Steve Jobs was not a very personal man when it came to on-camera interviews. Just a year ago, a seventy-two minute interview shot for a PBS documentary was recovered and released to the public in theaters and on DVD. It was a tremendous little “film,” if that’s what we’re calling it, that, despite short in length, likely gave us the most intimate glimpse at the genius entrepreneur behind one of the most revolutionary companies in history.
With this in mind, it’s not totally surprising that Joshua Michael Stern’s Jobs doesn’t get deep into the psyche and mentality of its title character. It leaves much of his motivations either vague or left to audience assumption. Regardless, this is a strong biopic, despite its notable missteps and instances where it bites off more than it can chew. It looks to detail one man’s rise from aimless and wayward hippie to an uncompromising, determined businessman and – on that note and several others – it succeeds as well as captivates.
Ashton Kutcher plays the revolutionizing man himself, who, in his early days, walked around with no shoes on, shaggy hair, and scarcely showered. He carries around a notebook at all times, detailing artistic ideas and stray invention ideas. His best friend is Steve “Woz” Wozniak (Josh Gad), a chubby geek who begins to construct elaborate computer boards with Jobs when his pal works for Atari. Armed with wit and a competent crew of misfits, they sell several of the units to a local computer shop and attempt to further their ideas of making personal computers and innovative technology into a company.
And thus, Apple is born, the company that pioneered and is responsible for technology such as the Macintosh computer and the iPod, among countless others. The film goes into the tribulations Jobs had with creating the company, and examines him and the company as a whole.
It all starts with Kutcher, who apparently got into the role of Jobs extensively, wearing apparel like the man, reading biopics about him, and doing hours of research to try and emulate his characteristics. His walk is even changed to the forward-posture that Jobs possessed. I recall back in March when the minute long clip of “Jobs” was released to the public, my apprehension towards Kutcher playing the entrepreneur. The clip — which showed Jobs and Woz arguing over the value of a personal computer in the parking garage of Hewlett Packard — showed Kutcher looking nothing like Jobs, leading to believe that maybe he was the wrong person for the role. During the film, I couldn’t have been more wrong. Certain scenes, Kutcher doesn’t look a lot like Jobs, but during some — particularly clean shaven and casually depressed — he looks almost identical.
I would compare him to Daniel Day-Lewis in “Lincoln” and Meryl Streep in “The Iron Lady” in terms of how closely he looks to the actual man. Performance-wise, Kutcher is the heart and soul of the film, showing off brazen assertiveness in some scenes, anger and venom in others, and something of human compassion sprinkled here and there. In a way, I’d say he makes everyone here better in their own regard, as clearly Kutcher himself possesses power when in the clothes of Jobs. A lesser-man could’ve derailed the entire project; that I never thought I’d be saying.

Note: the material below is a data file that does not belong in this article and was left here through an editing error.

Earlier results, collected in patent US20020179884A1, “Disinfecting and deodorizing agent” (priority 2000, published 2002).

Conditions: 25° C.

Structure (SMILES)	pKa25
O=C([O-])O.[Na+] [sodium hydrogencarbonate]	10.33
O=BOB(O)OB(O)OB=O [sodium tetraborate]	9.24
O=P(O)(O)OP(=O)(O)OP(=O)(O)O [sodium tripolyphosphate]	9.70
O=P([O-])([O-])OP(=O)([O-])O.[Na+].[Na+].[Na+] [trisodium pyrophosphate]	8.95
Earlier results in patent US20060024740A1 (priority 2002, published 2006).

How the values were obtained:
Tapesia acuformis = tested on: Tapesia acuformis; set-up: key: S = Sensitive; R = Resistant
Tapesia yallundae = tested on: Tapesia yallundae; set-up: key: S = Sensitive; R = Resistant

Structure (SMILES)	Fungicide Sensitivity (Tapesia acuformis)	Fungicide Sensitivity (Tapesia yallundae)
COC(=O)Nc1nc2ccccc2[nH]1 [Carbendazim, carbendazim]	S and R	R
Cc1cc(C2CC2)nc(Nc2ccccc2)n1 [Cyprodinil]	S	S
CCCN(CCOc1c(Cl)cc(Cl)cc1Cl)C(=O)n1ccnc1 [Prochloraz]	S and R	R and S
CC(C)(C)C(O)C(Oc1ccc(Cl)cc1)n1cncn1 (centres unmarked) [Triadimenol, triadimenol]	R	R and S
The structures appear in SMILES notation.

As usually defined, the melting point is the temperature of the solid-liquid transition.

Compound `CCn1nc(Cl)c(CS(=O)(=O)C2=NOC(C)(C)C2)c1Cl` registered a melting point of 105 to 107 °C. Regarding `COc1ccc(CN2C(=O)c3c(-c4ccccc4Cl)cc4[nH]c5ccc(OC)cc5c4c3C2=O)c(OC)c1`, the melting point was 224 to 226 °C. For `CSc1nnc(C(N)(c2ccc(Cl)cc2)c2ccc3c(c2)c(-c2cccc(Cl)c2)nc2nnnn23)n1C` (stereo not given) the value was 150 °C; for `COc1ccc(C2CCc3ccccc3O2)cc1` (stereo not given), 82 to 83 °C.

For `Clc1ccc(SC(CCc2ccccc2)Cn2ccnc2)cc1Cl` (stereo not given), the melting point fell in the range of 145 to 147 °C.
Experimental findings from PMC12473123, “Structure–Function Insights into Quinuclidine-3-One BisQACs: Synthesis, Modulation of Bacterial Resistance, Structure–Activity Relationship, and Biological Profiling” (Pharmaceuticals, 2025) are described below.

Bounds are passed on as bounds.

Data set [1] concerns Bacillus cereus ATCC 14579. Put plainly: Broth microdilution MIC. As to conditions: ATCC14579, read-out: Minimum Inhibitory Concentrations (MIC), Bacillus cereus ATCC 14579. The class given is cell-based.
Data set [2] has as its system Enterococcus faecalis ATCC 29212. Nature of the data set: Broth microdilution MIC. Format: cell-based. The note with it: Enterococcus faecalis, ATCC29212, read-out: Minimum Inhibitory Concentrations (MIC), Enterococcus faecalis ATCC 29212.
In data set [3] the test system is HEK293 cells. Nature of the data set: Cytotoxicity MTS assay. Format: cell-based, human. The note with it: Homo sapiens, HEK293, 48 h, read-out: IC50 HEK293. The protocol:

It’s Kutcher and the film’s effective storytelling that get Jobs by in one piece. The story, even if oversimplifying in some regards (IE: the effort it took to get Apple known in the public eye), touches on the points it needs to in order to survive as a whole. One of the most powerful and telling scenes is when Jobs is calling company after company, trying to express his ideas of the benefits and abilities of a personal computer and receiving nothing but insanity. This articulates one of Jobs’ main struggles as an technologically ambitious entrepreneur in the seventies. What Jobs wanted to do and what he wanted to create wasn’t a very known, explicitly-detailed commodity at the time. Him, as well as other pioneers such as Bill Gates, had to effectively write the formula and the handbook of the technology at the given time. Now knowledge of computers is found largely on computers, and across America people are building their own computers, inventing their own technology, and getting their ideas out there thanks to the resources and the industry provided and fueled by courageous people like Steve Jobs — that you have to admit whether an Android or an iPhone is in your pocket.
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Watch the video review of Jobs with Blue Jasmine.
Writer Matt Whiteley effectively shows the stress and mental anxiety Jobs experienced during the early years of his life, being a college dropout and being largely unsuccessful trying to communicate his ideas to people who either didn’t understand him or viewed them as irrelevant. The film makes missteps in the vein of oversimplifying situations, or not exploring them too much (Steve Jobs’ company NeXT, which was created after his departure from Apple in the early nineties is brought up just as quickly as it’s forgotten). Not to mention, Jobs’ struggles with his child and relationships are nothing more than a glossed over footnote, as Apple Computers development as a company is placed in the foreground, sort of obscuring the film’s central goal – to humanize the title character. There’s a strong biopic here, even if it is largely on the surface.
Reviewed by Steve Pulaski
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